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prepared by Rabbi Eliezer Chrysler
Kollel Iyun Hadaf, Jerusalem

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Pesachim 45



(a) Rebbi Akiva cannot use the Kal va'Chomer to extend 'Heter Mitztaref le'Isur' from Nazir to all Isurim in the Torah - because the Pasuk by Chatas also teaches us 'Heter Mitztaref le'Isur', and 'Sh'nei Kesuvim ha'Ba'im k'Echad, Ein Melamdin'.

(b) We learn from the Pasuk in Tzav "Kol Asher Yiga *bi'Vesarah* Yikdash" - that anything (that is fit to become Kadosh) which touches a Chatas and absorbs from it, adopts the Kedushah of the Chatas.

(c) If a piece of Shelamim touched fat of a Kasher Chatas (see Mosaf Rashi) - one of which was hot - it must be eaten within the curtains of the Azarah, by male Kohanim only and only on the day it is brought plus the following night.

(a) The Rabbanan require "Mishras" by Nazir for 'Ta'am k'Ikar' (which we extend to the entire Torah), and "Kol Asher Yiga" etc. by Chatas for 'Heter Mitztaref le'Isur' (from which we cannot learn Chulin, since Chulin mi'Kodshim Lo Yalfinan).

(b) Rebbi Akiva, on the other hand, *does* consider them 'Sh'nei Kesuvim ha'Ba'im k'Echad' - because, according to him, both Pesukim are speaking about 'Heter Mitztaref le'Isur', making them 'Sh'nei Kesuvim ha'Ba'im k'Echad' - ve'Ein Melamdin.

(c) According to him, we need the Pasuk by Nazir, because 'Chulin mi'Kodshim Lo Yalfinan'; but we do not need the Pasuk by Chatas, since we could learn it from Nazir, making it a case of 'Sh'nei Kesuvim ha'Ba'im k'Echad'.

(a) We learn from the Pasuk in Naso "mi'Kol Asher Ye'aseh mi'Gefen ha'Yayin" - that all Isurei Nazir combine to make up the Shiur k'Zayis.

(b) According to Rebbi Akiva who learns *'Heter* Mitztaref le'Isur' - we would not know from a Kal va'Chomer that *Isur* Mitztaref le'Isur - because whereas the former is speaking specifically when they are eaten simultaneously, the latter is speaking even when they are eaten one after the other (provided they are eaten within the time limit of 'Kedei Achilas P'ras).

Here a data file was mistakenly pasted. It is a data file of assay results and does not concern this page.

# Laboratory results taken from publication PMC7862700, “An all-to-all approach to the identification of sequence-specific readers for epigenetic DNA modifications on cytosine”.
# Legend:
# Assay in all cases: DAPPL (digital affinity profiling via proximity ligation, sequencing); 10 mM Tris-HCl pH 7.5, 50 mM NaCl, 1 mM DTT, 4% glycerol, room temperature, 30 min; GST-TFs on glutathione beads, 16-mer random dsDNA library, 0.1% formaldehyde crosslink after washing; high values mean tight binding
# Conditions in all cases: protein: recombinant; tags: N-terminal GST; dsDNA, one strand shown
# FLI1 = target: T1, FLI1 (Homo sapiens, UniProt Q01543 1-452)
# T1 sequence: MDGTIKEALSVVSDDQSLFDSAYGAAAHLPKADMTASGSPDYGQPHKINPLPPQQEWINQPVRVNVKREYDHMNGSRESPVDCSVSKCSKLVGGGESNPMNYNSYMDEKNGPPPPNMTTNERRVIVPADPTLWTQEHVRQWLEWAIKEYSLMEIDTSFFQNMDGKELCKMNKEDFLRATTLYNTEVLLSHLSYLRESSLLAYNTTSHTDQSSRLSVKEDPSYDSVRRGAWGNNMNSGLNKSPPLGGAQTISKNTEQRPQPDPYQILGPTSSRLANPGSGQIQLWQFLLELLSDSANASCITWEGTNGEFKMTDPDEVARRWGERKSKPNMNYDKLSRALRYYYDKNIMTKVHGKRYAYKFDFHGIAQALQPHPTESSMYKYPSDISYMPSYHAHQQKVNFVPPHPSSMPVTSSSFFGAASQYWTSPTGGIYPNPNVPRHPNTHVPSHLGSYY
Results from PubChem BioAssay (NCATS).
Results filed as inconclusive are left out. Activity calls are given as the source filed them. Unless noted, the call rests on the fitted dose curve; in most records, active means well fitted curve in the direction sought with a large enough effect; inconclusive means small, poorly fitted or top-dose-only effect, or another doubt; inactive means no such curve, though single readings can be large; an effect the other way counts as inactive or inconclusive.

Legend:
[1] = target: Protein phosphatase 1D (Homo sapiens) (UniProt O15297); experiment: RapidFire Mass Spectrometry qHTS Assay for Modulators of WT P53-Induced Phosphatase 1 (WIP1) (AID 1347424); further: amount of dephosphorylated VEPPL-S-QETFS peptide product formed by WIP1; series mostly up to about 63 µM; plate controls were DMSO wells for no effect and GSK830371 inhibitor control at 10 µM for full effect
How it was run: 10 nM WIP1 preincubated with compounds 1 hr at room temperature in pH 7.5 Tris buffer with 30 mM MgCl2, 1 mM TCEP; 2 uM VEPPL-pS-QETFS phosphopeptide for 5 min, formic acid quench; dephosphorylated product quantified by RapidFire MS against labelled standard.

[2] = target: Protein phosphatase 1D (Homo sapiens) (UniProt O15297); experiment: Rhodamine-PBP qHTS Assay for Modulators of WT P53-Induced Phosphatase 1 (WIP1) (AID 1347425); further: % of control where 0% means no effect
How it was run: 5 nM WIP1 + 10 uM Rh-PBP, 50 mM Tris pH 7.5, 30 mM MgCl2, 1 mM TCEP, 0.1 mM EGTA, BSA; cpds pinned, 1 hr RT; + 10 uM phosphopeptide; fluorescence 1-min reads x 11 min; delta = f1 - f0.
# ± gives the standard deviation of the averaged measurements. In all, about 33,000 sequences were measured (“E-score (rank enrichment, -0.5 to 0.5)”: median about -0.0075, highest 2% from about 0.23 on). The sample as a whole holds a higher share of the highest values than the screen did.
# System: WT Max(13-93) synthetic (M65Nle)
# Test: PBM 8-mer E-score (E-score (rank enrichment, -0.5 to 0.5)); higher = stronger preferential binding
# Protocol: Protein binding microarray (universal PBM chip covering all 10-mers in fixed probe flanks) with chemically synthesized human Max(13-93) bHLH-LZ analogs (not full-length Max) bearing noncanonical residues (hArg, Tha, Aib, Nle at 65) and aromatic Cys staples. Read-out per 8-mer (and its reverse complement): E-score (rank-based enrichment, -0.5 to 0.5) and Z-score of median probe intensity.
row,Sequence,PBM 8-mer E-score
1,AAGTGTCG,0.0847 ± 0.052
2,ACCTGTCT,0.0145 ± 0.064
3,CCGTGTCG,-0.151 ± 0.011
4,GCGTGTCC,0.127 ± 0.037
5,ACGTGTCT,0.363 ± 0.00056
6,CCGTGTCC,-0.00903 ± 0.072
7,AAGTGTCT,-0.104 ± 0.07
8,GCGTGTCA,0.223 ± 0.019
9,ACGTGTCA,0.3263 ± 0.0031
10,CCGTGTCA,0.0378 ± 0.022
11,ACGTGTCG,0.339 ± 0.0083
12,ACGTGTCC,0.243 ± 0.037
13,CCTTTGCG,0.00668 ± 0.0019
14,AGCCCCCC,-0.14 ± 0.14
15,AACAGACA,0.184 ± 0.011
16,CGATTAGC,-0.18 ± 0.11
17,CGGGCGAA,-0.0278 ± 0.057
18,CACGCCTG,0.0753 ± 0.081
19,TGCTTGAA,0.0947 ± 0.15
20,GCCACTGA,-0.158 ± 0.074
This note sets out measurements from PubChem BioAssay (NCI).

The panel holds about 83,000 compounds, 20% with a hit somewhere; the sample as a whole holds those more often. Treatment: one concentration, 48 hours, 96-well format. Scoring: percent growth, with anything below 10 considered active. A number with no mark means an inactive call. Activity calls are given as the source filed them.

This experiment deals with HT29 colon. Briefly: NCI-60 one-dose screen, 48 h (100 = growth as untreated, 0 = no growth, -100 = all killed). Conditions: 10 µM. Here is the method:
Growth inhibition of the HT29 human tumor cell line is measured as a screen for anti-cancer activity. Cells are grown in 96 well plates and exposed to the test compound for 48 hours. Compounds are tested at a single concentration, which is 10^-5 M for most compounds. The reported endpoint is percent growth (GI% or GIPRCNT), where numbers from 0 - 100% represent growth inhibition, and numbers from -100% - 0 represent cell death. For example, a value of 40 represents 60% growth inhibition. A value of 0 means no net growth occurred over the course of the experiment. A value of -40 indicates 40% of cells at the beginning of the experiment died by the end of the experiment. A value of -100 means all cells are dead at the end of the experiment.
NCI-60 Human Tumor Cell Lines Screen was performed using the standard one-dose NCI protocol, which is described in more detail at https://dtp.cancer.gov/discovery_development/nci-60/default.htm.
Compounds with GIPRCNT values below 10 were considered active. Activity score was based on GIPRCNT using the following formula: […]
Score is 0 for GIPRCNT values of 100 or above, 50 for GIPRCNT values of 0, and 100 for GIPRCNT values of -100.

4) The Rabbanan of Rebbi Eliezer do not learn 'Ta'am k'Ikar' from Gi'ulei Nochrim (like Rebbi Akiva), because they hold that Gi'ulei Nochrim is a Chidush (like the Rabbanan); nor do they learn it from "Mishras" (like the Rabbanan), because they use "Mishras" for Heter Mitztaref le'Isur (like Rebbi Akiva).


(a) According to the Tana of our Mishnah, one is obligated to destroy the dough from the cracks of a dish - wherever there is at least a k'Zayis in one place.

(b) Rav Yehudah Amar Shmuel restricts the obligation to - where the dough has *not* been placed there to strengthen the dish, but if it *has*, then one is not obligated to destroy it, even if there is more than a k'Zayis in one place.

(c) We can deduce from the second Lashon (where Rav Yehudah Amar Shmuel restricts the leniency in the Seifa, which permits retaining less than a k'Zayis, to when the dough was put there to strengthen the dish) - that wherever there is *more* than a k'Zayis, it must be destroyed even if it was placed there to strengthen the dish.




(a) Rav Huna resolves the two contradictory Beraisos, one which holds like the *first* Lashon of Shmuel, the other, like the *second* - by erasing the more lenient Beraisa (the one which holds like the first Lashon).

(b) The Tana Kama says that a block of yeast that has gone bad must nevertheless be destroyed - because it can be ground and used as yeast in many doughs.

(c) Rebbi Shimon ben Elazar says that dough that is designated for another use (even if it is more than a k'Zayis) becomes Batel - and he will be the author of the Beraisa which holds like Rav Yehudah Amar Shmuel's first Lashon, which permits even *more* than a k'Zayis of dough that is being used to strengthen the dish.